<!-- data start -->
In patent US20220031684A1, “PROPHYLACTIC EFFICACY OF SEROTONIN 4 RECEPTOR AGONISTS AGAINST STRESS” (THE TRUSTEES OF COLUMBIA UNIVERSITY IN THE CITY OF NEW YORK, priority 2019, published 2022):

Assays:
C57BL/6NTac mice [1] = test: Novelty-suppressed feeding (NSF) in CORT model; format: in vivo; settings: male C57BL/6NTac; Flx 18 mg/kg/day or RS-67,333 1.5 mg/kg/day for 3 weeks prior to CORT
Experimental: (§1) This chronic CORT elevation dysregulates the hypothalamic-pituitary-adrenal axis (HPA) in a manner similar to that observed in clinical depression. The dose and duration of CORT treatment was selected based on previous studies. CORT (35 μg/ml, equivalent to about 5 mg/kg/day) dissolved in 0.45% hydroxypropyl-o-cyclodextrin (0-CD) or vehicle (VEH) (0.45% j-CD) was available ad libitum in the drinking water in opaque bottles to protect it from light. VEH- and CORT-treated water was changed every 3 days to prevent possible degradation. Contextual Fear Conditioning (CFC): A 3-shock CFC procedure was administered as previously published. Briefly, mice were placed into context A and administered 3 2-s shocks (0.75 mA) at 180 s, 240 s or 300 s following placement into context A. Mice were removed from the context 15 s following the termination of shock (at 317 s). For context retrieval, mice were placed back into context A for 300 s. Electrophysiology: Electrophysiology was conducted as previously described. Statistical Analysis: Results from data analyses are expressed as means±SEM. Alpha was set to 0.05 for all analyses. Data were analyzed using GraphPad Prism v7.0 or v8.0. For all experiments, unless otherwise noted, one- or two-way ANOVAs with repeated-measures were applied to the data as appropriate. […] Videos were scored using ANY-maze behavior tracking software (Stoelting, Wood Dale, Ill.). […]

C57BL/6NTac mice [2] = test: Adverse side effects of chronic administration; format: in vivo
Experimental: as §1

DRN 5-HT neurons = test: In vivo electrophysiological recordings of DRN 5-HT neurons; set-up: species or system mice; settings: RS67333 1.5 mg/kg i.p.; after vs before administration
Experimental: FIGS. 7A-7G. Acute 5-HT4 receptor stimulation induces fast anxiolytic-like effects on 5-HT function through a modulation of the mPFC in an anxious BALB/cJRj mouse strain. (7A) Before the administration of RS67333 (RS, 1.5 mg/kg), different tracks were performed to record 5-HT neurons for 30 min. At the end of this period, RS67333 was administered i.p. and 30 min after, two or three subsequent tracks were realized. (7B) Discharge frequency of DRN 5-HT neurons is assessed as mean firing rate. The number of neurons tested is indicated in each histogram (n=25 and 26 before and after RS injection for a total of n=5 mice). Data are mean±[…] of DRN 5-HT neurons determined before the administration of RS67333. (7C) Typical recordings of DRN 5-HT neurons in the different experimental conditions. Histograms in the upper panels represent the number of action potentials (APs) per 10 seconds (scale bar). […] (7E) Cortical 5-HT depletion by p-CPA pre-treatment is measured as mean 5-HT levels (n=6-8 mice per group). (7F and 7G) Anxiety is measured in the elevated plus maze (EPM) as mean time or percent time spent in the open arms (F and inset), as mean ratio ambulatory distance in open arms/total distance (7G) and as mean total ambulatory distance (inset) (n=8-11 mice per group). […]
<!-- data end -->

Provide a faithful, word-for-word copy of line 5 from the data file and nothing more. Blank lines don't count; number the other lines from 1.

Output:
C57BL/6NTac mice [2] = test: Adverse side effects of chronic administration; format: in vivo